If Sylvan Road is extended to Roberts Road through Grathol's property in the future, then, at that time, the Board will be required to determine the just compensation due for that portion of Grathol's property that is necessary for the project. At this time, this Court refuses to engage in such speculative contemplation.

Id. In addition, the district court also granted ITD's motion for summary judgment on Grathol's claim for a Sylvan Road taking and damages for that alleged taking. Thus, the district court repeatedly held Grathol could not claim ITD was taking Sylvan Road and could not claim damages based on that taking.

Grathol argues that Johnson's testimony about Sylvan Road would have provided credible support for his severance damage opinions. However, any testimony about the value impact of a speculative, future road would be irrelevant because the district court found there was no evidence of a taking, this Court in Grathol I held that there was no evidence ITD claimed such a taking, and the district court granted ITD summary judgment on Grathol's claim that there were damages from such a taking. Thus, the district court did not err by excluding Johnson's additional testimony about an alleged impact from Sylvan Road.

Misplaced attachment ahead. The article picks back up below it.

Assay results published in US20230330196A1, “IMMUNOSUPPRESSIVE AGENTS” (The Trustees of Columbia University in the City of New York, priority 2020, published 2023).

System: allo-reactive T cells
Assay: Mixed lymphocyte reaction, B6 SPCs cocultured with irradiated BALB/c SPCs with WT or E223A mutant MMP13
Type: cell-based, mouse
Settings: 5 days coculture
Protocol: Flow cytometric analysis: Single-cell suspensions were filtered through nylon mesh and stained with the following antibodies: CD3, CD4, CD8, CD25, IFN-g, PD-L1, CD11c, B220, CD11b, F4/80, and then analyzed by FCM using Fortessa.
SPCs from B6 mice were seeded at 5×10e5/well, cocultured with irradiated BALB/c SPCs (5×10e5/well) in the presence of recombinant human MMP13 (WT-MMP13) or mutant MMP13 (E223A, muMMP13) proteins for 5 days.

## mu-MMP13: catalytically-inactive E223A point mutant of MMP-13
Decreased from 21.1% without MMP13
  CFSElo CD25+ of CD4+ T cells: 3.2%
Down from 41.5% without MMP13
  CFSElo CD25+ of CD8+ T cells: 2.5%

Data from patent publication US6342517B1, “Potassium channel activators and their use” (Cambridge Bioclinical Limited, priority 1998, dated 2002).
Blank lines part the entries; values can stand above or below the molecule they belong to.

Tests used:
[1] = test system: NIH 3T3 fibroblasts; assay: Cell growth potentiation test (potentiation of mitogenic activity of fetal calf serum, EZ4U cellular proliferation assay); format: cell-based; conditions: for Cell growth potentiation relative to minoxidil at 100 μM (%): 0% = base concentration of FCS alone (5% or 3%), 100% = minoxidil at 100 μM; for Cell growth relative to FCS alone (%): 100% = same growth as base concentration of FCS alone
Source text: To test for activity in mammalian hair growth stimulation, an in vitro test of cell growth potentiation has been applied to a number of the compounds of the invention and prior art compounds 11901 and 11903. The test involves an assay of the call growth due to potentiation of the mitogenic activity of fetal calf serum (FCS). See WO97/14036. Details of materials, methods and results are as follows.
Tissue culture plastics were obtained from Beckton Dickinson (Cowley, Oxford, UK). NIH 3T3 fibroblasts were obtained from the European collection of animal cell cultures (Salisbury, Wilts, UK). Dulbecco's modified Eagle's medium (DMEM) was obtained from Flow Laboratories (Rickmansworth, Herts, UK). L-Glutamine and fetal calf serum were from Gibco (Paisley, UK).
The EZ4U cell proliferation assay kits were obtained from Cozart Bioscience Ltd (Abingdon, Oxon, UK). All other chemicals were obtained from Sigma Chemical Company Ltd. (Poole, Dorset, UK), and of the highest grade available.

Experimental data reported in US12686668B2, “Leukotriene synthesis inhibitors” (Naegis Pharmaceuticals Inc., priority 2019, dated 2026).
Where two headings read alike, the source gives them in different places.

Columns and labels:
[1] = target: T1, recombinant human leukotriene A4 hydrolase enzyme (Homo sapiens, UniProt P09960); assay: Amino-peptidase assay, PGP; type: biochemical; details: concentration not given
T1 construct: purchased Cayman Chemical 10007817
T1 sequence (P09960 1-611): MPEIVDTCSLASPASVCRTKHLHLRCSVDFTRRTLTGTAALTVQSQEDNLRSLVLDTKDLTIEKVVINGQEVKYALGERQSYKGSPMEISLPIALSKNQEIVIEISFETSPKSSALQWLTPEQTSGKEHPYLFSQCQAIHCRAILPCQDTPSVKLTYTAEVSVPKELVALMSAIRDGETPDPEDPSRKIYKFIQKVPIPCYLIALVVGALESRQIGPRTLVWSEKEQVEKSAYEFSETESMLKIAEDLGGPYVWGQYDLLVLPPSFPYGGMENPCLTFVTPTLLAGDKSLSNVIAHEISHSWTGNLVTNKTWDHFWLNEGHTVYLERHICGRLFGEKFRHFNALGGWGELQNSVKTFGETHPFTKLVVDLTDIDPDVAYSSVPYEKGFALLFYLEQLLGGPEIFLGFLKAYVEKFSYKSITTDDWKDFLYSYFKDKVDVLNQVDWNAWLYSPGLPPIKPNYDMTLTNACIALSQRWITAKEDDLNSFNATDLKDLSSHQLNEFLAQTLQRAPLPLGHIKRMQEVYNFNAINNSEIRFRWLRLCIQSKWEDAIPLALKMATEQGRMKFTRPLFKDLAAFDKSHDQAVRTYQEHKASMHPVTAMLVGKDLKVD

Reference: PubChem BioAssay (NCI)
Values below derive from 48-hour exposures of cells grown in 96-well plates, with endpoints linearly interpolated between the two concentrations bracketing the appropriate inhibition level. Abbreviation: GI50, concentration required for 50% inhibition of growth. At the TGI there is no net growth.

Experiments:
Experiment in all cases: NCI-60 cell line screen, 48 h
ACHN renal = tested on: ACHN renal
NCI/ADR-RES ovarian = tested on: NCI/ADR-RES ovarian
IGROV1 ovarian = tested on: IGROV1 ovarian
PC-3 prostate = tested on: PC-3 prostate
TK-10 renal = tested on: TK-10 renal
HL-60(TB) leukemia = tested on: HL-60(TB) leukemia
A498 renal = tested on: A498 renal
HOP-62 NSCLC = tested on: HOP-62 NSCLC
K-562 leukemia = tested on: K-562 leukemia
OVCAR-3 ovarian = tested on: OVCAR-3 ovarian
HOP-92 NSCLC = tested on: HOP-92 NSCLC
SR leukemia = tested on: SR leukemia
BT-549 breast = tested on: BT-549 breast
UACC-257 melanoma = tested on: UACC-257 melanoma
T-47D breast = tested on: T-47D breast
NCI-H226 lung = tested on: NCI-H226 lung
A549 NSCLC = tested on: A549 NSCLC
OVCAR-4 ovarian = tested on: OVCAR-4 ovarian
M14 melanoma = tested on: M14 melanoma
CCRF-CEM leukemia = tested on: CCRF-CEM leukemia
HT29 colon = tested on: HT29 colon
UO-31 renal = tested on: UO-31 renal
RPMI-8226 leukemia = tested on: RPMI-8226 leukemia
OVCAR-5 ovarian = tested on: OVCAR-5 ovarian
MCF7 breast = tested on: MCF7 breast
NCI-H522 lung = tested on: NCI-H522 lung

In addition, the district court allowed Johnson to testify that Sylvan Road impacted the property's use and his valuation opinion. While he was not allowed to say how the road impacted his opinion, Johnson's severance damage figures were not expressly

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based on Sylvan Road. Johnson was able to testify about his opinion of the before and after value of the remainder of the Grathol property, including severance damages. The district court found his testimony unpersuasive because it was confusing and not supported by market data or evidence. Given that Johnson testified about his values for severance damages and the district court did not find them persuasive, as well as the fact the district court repeatedly found ITD was not taking property for Sylvan Road, we find the district court did not err in limiting Johnson's testimony.

D. The district court erred in its attorney fees award, but properly awarded costs.